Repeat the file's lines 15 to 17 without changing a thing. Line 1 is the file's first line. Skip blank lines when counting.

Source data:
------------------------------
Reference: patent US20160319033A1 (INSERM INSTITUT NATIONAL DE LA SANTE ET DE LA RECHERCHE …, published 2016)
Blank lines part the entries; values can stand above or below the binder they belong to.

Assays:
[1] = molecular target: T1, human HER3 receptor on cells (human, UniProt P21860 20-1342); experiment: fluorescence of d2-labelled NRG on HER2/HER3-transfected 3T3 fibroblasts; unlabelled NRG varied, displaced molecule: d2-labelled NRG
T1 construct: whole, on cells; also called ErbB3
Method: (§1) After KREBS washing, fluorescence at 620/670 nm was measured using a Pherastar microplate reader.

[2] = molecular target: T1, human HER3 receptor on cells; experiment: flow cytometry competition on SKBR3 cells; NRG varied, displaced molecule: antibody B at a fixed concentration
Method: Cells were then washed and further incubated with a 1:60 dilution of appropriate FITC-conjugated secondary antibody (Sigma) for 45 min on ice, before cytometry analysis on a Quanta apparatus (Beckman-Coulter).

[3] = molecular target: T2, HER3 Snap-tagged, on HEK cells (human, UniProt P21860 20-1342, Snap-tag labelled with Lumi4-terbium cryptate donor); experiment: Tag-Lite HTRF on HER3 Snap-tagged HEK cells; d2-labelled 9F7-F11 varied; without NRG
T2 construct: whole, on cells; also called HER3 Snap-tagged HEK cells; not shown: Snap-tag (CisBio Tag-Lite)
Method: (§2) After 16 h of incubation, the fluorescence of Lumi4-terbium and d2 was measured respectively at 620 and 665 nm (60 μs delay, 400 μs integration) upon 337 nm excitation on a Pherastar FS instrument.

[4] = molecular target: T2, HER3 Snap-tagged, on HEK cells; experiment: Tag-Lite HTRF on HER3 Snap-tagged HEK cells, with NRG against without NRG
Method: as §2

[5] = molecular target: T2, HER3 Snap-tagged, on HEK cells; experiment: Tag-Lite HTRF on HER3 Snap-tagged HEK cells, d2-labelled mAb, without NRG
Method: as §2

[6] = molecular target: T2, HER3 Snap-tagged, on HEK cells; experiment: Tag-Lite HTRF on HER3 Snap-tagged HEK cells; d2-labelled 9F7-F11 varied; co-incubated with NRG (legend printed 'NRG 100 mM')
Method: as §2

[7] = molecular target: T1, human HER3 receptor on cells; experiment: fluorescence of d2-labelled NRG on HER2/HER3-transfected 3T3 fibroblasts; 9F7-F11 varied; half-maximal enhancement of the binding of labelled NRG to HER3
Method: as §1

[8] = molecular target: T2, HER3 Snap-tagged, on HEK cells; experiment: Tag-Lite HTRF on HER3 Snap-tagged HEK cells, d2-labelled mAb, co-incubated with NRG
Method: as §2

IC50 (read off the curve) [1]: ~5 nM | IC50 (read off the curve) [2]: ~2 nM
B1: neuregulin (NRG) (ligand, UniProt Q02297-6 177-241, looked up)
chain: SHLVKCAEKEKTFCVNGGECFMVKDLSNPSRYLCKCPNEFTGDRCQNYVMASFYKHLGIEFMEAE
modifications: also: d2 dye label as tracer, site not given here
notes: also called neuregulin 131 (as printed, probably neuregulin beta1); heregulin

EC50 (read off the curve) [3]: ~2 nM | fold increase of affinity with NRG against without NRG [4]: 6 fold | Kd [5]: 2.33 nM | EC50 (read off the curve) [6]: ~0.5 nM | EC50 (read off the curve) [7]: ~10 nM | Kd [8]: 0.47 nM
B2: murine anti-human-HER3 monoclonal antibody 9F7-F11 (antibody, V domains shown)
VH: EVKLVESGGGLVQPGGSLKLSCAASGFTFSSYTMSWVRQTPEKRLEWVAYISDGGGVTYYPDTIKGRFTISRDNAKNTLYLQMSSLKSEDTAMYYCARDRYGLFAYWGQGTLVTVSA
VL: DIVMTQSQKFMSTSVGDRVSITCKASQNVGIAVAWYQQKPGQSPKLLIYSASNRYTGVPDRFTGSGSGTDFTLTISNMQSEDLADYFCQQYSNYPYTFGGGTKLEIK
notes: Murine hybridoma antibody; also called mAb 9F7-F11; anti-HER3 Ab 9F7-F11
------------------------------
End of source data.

Method: as §2

[6] = molecular target: T2, HER3 Snap-tagged, on HEK cells; experiment: Tag-Lite HTRF on HER3 Snap-tagged HEK cells; d2-labelled 9F7-F11 varied; co-incubated with NRG (legend printed 'NRG 100 mM')
Method: as §2